News

| Monday, December 16, 2013

Three years after taking over the assets, deposits and mission of failed low-income neighborhood lender ShoreBank, Urban Partnership Bank is selling the converted movie theater in Chicago's South Shore neighborhood that served for decades as home to ShoreBank. The sale means Urban Partnership Bank will no longer have a physical presence in South Shore. Urban Partnership Bank CEO William Farrow commented that the bank continues to hold property in South Shore which he expects to eventually develop into a renewed presence in the neighborhood.

| Tuesday, November 19, 2013

The CDFI Fund has announced its FY 2013 Bank Enterprise Awards, including twenty six (26) awards to CDBA member banks which received a total of $6,849,561 – or 40% of all awards.

In all, eighty-five (85) banks received $17 million in awards. The CDFI Fund reported that they received 98 applications requesting $91 million. The number of applicants in this year's BEA Program round represents an increase of 38 percent over the prior year. It is the largest number of BEA Program applicants since FY 2002. The average award was $200,574 and the maximum award was $323,000. Among the 85 awardees, 38 were CDFI banks ($11.1 million – or 65% of awards) and 21 were minority depository institutions ($6.2 million – or 36% of awards).

CDFI banks were awarded $11,352,909. Of the 26 CDBA member awardees, nineteen received the maximum award of $323,000.

 

The CDBA congratulates the following members awardees: 

ABC Bank (Chicago, IL): $323,000 

Albina Community Bank (Portland, OR): $256,950

BankPlus (Belzoni, MS):  $323,000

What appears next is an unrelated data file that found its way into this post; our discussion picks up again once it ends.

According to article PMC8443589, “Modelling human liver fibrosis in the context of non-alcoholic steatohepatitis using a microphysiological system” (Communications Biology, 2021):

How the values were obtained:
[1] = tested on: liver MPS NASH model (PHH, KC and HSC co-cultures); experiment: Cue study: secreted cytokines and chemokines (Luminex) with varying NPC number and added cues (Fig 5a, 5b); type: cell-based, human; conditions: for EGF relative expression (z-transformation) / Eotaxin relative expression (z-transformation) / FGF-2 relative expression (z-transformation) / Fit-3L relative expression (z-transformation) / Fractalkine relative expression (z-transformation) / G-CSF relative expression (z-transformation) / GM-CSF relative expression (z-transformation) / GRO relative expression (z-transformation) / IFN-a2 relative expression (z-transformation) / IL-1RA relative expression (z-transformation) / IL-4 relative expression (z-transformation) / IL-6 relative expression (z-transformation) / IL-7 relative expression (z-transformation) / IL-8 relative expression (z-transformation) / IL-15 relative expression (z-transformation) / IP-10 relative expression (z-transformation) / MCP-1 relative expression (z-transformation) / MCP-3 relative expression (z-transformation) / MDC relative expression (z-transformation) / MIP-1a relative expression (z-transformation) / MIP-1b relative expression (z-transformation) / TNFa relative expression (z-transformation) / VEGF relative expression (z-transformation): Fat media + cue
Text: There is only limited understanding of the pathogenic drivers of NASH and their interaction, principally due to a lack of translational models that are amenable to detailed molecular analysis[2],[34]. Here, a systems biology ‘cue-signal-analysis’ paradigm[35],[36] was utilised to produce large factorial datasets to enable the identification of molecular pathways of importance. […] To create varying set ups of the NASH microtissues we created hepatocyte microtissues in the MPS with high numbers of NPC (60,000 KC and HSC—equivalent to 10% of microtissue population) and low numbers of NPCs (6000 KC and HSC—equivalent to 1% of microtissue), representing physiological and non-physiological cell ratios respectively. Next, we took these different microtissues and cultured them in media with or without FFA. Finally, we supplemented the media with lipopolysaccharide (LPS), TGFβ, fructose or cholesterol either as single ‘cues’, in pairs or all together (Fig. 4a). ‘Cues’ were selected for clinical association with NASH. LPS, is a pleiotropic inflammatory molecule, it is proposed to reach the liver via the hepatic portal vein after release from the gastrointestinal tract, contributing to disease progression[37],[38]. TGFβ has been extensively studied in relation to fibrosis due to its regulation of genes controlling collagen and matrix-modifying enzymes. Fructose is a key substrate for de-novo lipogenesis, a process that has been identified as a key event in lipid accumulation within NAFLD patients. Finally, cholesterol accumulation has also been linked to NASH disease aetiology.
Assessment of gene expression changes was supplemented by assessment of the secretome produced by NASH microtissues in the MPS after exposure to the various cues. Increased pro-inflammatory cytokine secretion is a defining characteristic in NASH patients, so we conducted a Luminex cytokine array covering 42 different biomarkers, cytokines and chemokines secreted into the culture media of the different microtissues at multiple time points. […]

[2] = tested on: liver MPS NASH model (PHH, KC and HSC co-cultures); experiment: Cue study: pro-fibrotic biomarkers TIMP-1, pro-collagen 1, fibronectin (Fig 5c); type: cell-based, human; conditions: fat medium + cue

Broadway Federal Bank, f.s.b.  (Los Angeles, CA): $199,951 

Carver Federal Savings Bank     (New York, NY): $323,000 

CBMS: Community Bank (Ellisville, MS):  $86,655 

CBMS: Community Bank of Mississippi (Forest, MS): $88,777 

CBMS: Community Bank, North Mississippi (Amory, MS): $50,287 

Central Bank of Kansas City (Kansas City, MO): $254,792 

City First Bank of D.C., N.A. (Washington, DC): $323,000

Community Bank of the Bay (Oakland, CA): $323,000 

First American International Bank (Brooklyn, NY): $323,000 

First Eagle  Bank (Hanover Park, IL): $323,000 

First Security Bank (Batesville, MS): $39,649 

Guaranty Bank and Trust Company (Belzoni, MS): $323,000 

Illinois-Service Federal Savings and L.A. (Chicago, IL): $323,000 

International Bank of Chicago  (Chicago, IL): $323,000 

Metro Bank (Louisville, KY): $323,000 

Mission Valley Bank (Sun Valley, CA): $323,000 

One PacificCoast Bank, FSB (Oakland, CA): $323,000 

Pan American Bank (Melrose Park, IL): $323,000

Start Community Bank (New Haven, CT): $58,500 

Sunrise Banks, N.A. (St. Paul, MN): $323,000 

United Bank (Atmore, AL):  $323,000 

Urban Partnership Bank (Chicago, IL): $323,000

The Bank of Vernon (Vernon, AL): $323,000

 

| Thursday, November 14, 2013

Albina Community Bank's Lime Wind Project, a wind farm in eastern Oregon funded in partnership with Wells Fargo, has been highlighted in an Office of the Comptroller of the Currency (OCC) newsletter. Lime Wind is a local distributed-energy project run by a small operator for the benefit of the local community. It provides reliable, green power at rates at or below that of traditional sources. The Lime Wind transaction utilized $8.4 million in new markets tax credits (NMTC) allocation provided by Albina Equity Fund. 

| Monday, November 11, 2013

Former President Bill Clinton joined leaders of the W.K. Kellogg Foundation and the Winthrop Rockefeller Foundation in welcoming Darrin Williams and Dr. Glendell Jones, Jr. as the new CEO and Governing Board Chair of Southern Bancorp. President Clinton's message, delivered via video from New York, described how Southern is fulfilling the vision he and other founders had when they created the bank in 1986 to help generate long-lasting investments in rural communities. Representatives of the Winthrop Rockefeller Foundation and the W.K. Kellogg Foundation also congratulated the two for continuing to strengthen Southern's mission to invest in rural communities and empowering the individuals and businesses there to transform those communities for the better. 

 

| Wednesday, November 6, 2013

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November 6, 2013

Member News

Broadway Federal Bank Enters into Consent Order
Market Watch
(11-5-13)